Reviews and Problems with Canon EOS 1100D / Rebel T3 / Kiss X50
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Canon EOS Rebel T3 Review
26 April 2013
Excerpt: The Rebel T3 is Canon's replacement for its successful entry-level camera, the Rebel XS. The T3 has been a long time coming in digital photography terms. It doesn't offer much in the way of surprises, but it's a compact and easy to use DSLR.
Pros: Basic screens to help beginners learn about the camera, Reliable metering, Accurate AF
Cons: Small viewfinder, Camera body feels cheaply constructed, Limited movie mode
Conclusion: The 1100D can also shoot at a handy 3fps useful for capturing everyone looking and smiling in a big group of family members or for capturing a fast moment without the possibility of potentially missing the shot. Whether you’re keen to get into the specifics of photography and want a more customizable option or are happy to let the camera do all the work you won’t be disappointed with the quality of images that are produced.
Excerpt: (1 items) Canon’s entry-level EOS Rebel T3 is a step up from Canon’s popular XS DSLR, adding a bump up to a 12 megapixel sensor, a DIGIC 4 processor, longer battery life, higher ISO capabilities, improved autofocus and metering systems and the now ubiquitous video capture—a feature missing from the older XS. Its core functionality is very similar to its predecessor although the updated $600 (MSRP) model is even more user-friendly.
Pros: Solid but basic feature set, Superior low light/high ISO performance, Superior image quality, Beginner friendly Feature Guide
Cons: No spot metering, Video mode must be set via mode dial, Video limited to 720p (no 1080, no VGA), No dust removal system
Summary: The Canon EOS 1100D is well worth a look for users wanting to step up to the digital SLR market. It's affordable, offers a good range of features and is easily capable of shooting amazing photographs. As always, however, it'll be haunted by slightly older Canon models – it's still possible to buy the now defunct EOS 550D, for instance, which offers a bigger screen and nicer build quality for similar money.
Summary: With the introduction of the T3, Canon lists no fewer than six Rebel cameras in their total DSLR pool of thirteen models. The T3 fits into this hierarchy near the bottom of the pile with an MSRP of only $50 more than the cheapest model, the Rebel XS. Canon's entry-level model fleet spans an MSRP range from $550-$900 and includes offerings with sensor resolutions of 10, 12, 15, and 18 megapixels.
Pros: Good still and video image quality, Good burst shooting performance with JPEG files, Good high ISO noise performance, Good portability
Cons: 2.7-inch monitor size becoming dated, AF acquisition times are not bad, but among slowest in class, Video capture process involves multiple steps; no continuous AF capability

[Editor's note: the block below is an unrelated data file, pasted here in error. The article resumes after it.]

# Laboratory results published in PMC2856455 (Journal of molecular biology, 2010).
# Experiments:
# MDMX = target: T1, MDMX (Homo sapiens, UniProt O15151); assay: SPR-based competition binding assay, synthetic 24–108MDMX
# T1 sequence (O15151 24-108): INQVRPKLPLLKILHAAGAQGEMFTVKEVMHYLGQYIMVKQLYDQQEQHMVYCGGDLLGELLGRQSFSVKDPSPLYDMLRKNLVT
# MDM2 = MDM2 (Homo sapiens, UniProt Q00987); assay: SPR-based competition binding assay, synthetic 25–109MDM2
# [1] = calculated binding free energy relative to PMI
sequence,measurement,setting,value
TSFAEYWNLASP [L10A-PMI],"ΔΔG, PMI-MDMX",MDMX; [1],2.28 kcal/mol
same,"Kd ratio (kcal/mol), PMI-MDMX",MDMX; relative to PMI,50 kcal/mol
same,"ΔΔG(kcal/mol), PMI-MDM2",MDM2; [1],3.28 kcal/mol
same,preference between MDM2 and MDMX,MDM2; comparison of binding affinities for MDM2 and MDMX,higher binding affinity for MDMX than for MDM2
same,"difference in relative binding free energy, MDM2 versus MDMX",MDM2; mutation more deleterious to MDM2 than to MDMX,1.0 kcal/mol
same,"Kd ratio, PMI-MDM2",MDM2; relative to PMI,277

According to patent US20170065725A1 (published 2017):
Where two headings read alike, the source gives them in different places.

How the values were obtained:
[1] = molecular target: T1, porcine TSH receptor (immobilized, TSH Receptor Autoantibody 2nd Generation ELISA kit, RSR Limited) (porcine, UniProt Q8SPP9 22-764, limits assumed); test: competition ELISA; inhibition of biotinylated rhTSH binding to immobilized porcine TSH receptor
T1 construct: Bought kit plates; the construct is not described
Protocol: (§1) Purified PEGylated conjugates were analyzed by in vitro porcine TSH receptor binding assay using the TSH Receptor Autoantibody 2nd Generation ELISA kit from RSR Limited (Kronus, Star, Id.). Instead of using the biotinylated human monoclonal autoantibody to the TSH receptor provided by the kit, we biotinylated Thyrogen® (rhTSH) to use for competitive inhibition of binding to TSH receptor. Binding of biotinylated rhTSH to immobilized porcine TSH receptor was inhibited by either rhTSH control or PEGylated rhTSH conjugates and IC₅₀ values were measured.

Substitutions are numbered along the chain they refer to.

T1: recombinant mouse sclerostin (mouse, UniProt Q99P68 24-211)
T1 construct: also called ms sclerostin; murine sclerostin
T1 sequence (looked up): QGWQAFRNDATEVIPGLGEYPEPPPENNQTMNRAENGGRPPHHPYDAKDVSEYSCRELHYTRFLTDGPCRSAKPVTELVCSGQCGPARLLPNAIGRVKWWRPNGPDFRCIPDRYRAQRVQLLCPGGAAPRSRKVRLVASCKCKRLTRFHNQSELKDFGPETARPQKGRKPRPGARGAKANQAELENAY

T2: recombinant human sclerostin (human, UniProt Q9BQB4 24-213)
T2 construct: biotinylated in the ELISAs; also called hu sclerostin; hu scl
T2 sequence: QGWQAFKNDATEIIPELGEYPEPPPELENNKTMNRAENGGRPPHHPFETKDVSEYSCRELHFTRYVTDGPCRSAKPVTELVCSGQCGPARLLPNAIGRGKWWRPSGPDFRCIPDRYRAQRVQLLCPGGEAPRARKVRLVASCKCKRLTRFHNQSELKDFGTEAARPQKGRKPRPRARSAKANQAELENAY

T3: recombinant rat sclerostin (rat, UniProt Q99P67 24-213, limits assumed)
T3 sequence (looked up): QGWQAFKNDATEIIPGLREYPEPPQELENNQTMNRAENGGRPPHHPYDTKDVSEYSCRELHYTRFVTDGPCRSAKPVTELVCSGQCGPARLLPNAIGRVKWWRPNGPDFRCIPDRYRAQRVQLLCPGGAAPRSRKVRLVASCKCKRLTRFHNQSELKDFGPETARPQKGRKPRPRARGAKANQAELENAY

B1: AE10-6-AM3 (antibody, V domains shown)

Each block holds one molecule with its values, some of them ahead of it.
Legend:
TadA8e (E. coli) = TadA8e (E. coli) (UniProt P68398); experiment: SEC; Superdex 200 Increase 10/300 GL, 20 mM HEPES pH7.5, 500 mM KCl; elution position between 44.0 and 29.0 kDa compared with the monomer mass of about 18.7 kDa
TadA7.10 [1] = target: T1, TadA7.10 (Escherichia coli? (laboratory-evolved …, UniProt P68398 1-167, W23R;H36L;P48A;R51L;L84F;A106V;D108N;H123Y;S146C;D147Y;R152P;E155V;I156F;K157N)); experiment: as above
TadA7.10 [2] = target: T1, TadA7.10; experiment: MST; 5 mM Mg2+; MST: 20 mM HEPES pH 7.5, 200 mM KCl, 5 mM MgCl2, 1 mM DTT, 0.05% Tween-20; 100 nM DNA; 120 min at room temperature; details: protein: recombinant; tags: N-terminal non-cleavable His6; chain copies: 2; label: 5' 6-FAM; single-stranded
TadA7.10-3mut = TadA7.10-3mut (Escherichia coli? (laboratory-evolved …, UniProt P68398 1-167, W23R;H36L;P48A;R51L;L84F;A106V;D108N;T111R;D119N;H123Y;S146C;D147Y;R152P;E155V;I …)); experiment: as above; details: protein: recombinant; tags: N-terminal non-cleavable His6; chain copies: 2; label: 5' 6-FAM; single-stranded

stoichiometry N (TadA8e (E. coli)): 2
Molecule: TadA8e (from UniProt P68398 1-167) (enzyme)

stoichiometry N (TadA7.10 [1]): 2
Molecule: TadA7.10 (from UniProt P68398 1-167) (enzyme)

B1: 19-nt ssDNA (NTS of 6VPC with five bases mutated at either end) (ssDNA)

Conclusion: The Canon EOS Rebel T3 is a mixed bag. We have some difficulty recommending it wholeheartedly — newbies should closely look at the $650, 14-megapixel Nikon D3100 instead if they’re moving up to an entry-level DSLR even though it costs more. It’s a better camera. As an end note to the weekend, we took a bunch of shots with an older 16-megapixel, 10fps AVCHD Sony SLT-A55 , a $799 DSLR with an 18-55mm lens. That one was so much superior, it was comical.
Pros: Responsive, good quality 12.2-megapixel DSLR, 720p HD Videos at 30 fps, 3fps burst mode
Cons: No front AF Assist lamp (uses built-in flash), Images not super sharp, Awkward control placement
Summary: The EOS T3 / 1100D also improves on most aspects of its predecessor. The sensor resolution has jumped from 10 to 12 Megapixels , the AF system from 7 to 9-points, the DIGIC image processor upgraded from version III to IV, and the screen size from 2.5 to 2.7in. The viewfinder and continuous shooting specifications are pretty much the same as before though.
Pros: Good image quality that's similar to modern 14 Mpixel rivals., Quick and easy access to many settings., Live View and HD video recording (albeit at 720p only)., Supplied with decent RAW and remote control software.
Cons: Plasticky body with no rubber surfaces - feels cheap., Continuous shooting buffer small. Slows down for RAW., Relatively small 2.7in screen., Weaker popup flash than many rivals.
Excerpt: These days itâ€™s hard to tell the entry level cameras apart from the fully geared up models. The Canon Rebel T3 (EOS 1100D) sits between the EOS 1000D and EOS 550D models, looking and feeling like any Canon DSLR, from the lofty 5D Mark II all the way down. To suss out its personality you have to scratch beneath the surface… The review camera arrived with the f3.5/18-35mm kit lens as the test optic.